sovereignty = the authority of a state to govern itself, supreme power, independence
have sovereignty / give up sovereignty / claim sovereignty / undermine sovereignty / a loss of sovereignty
adj = sovereign, e.g. a sovereign nation, sovereign debt
democratic / undemocratic / anti-democratic / democratic deficit
Is the EU undemocratic? It depends on how you feel about it. It depends on your ideological position. For example, most of the eurosceptics are neo-liberals who believe in the power of free-market economics. They generally don’t like regulation because they believe it goes against the natural process of market forces. They distrust the regulators, and appear to disregard the benefits or purpose of it.
Bureaucracy / bureaucrats / bureaucratic
What is the EU? europa.eu/about-eu/basic-information/about/index_en.htm Is the EU undemocratic? www.quora.com/In-what-ways-is-the-current-European-Union-undemocratic
It’s easy to be biased (unfairly prejudiced against something) depending on how you view the European project as a whole. There are always several ways to look at the EU – several points of view, and those points of view will involve different types of language. E.g. if you’re a Eurosceptic you’ll describe the EU with very negative language, whereas pro-EU people will use more positive language, even though they are essentially saying the same thing. This is political rhetoric – ways of talking about something in order to persuade people to think in a certain way. Using certain words will imply certain emotions and associations. E.g. Describing the movement of migrants into the UK as a “tidal wave” of immigration. It’s language designed to create fear and hatred. The Eurosceptics use all sorts of emotional and dramatic language to talk about the EU, but in my opinion it’s mainly just rhetoric, and the same things could be said in far less dramatic language.

E.g. “The EU is composed of faceless and unelected bureaucrats who undermine the sovereignty of the UK by imposing petty legislation which stifles British businesses and kills the spirit of this great nation that I love.”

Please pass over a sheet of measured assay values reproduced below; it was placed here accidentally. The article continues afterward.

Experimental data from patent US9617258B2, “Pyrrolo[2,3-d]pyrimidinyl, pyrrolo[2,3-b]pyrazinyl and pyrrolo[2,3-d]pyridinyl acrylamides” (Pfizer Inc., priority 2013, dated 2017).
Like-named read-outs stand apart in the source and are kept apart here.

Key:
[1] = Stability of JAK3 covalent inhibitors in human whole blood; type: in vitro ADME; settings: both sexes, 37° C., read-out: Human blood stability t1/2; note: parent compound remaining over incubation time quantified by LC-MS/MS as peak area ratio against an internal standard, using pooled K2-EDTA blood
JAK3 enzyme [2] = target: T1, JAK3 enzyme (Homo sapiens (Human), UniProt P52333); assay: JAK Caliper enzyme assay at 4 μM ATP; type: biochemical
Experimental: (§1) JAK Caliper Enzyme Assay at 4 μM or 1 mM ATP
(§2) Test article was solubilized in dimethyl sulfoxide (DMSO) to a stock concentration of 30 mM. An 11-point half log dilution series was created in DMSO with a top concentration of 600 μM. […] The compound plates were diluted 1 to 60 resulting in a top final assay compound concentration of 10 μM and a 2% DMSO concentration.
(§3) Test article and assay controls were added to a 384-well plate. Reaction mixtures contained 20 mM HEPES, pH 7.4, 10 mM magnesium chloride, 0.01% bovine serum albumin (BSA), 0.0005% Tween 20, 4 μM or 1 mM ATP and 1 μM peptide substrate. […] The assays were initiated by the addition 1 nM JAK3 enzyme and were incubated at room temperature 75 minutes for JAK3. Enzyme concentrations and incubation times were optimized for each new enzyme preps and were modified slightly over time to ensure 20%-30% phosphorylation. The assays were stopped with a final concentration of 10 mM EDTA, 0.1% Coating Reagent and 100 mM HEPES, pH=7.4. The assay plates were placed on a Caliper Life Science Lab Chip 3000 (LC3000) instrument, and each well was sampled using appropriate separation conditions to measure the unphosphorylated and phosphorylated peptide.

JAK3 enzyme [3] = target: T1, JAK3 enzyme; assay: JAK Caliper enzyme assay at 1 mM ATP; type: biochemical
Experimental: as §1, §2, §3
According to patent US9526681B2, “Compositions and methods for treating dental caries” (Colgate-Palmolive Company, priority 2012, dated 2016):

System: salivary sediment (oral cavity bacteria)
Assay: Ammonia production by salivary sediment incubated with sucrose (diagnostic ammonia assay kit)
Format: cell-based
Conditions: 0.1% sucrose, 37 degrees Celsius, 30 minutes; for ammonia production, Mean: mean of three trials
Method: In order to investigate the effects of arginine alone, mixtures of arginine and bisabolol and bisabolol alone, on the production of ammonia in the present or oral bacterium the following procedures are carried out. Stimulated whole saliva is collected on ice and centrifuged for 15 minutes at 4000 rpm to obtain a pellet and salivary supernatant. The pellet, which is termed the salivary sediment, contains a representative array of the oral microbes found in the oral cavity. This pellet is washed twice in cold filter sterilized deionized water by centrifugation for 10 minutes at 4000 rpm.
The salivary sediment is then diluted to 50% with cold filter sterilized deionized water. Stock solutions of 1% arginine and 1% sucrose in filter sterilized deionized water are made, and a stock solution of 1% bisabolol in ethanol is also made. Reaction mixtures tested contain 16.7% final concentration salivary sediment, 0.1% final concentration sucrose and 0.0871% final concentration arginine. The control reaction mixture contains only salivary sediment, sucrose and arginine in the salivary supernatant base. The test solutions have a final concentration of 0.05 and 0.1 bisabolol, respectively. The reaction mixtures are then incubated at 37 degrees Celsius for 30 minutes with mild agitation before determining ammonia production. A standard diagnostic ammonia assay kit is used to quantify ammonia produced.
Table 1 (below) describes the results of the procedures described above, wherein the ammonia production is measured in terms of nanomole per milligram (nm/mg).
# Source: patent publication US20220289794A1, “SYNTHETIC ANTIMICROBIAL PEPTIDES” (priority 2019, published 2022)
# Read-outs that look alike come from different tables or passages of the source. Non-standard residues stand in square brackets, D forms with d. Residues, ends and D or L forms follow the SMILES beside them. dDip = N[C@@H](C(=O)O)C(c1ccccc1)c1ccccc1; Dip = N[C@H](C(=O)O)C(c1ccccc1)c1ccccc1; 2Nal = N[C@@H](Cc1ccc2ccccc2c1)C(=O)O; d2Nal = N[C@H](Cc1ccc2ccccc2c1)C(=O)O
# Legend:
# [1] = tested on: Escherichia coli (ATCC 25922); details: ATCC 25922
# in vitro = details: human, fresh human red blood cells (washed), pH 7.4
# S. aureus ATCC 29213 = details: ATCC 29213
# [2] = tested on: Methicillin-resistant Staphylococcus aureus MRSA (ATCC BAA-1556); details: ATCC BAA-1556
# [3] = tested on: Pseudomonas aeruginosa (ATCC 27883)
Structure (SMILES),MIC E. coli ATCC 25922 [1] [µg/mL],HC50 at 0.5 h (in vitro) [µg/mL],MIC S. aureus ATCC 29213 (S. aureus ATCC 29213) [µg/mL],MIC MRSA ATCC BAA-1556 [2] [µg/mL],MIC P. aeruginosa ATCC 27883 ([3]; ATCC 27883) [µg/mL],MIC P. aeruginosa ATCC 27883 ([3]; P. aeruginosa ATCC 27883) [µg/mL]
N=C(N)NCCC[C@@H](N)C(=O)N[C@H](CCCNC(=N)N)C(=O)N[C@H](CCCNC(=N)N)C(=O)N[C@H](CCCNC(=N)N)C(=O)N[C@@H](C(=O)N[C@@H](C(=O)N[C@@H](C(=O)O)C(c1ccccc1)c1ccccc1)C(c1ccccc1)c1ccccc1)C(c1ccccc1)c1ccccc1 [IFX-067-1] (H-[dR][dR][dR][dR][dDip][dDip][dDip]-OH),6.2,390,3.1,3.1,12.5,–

Let’s break that down.

“Faceless bureaucrats” – ok they’re not faceless of course. This is not iRobot. They have faces. Don’t worry. They’re all human beings. The reason we don’t know their faces is because they’re not on the news all the time, because they don’t have to be. They’re not there to get our attention or sell themselves like other politicians. They’re there to do boring things like propose legislation which could be used to help the EU do the things it does – which are mostly boring but useful, like laws to protect the environment or something. Fair enough, they are bureaucrats. They are lawmakers. Not that exiting.

“Unelected” – ok fair enough the EU commissioners are not elected. But even the UK government has a lot of bureaucrats who aren’t elected. There are undemocratic elements to most democratic governments. The Queen, for example, is a very important part of our constitutional framework, but she’s not elected. She’s not even chosen by people who we elected. There’s absolutely nothing democratic about the monarchy, but the eurosceptics rarely talk about the undemocratic parts of the UK’s government. Again, fair enough – the Queen is not involved in creating legislation (except for some routine powers which aren’t really used) and the EU commission seems to be the driving force behind the creation of new laws, but the other EU institutions are made up of elected representatives, so it’s not completely undemocratic. Also, the member states all agreed to the terms of the EU when they signed the treaties, so it’s not like the whole arrangement has been forced on us. So, it may be true that some of the lawmakers in Brussels are not directly elected, but is that a good or bad thing? It’s debatable.

“The EU undermines sovereignty by imposing petty legislation.”

The project was set up to ensure social and economic stability for the benefit of all the member states, who willingly signed the treaties and agreed to give a certain amount of control to the project. That’s the point of the project. And the spirit in which it has been carried out has been one of peaceful cooperation for mutual benefit. It’s unfair to label the EU as some kind of evil empire.

There is a lot of legislation, and some of it seems a bit petty (for example the laws regulating the shape of vegetables) but generally the legislation from the EU is imposed for good reason – e.g. to protect the rights of workers, to ensure that products are safe, to make sure customers are not being ripped off, to standardise equipment and services between countries (making life far easier for exporters), to establish environmental legislation (for everyone’s good) for things like clean air and water, and to help the poorer or less developed regions of the EU (such as parts of Scotland Wales Northern Ireland and northern England). What’s wrong with that?

Also, the word ‘imposed’ sounds pejorative (negative). In fact the law is imposed, but we accept it. They’re not forcing us to accept these laws at gunpoint.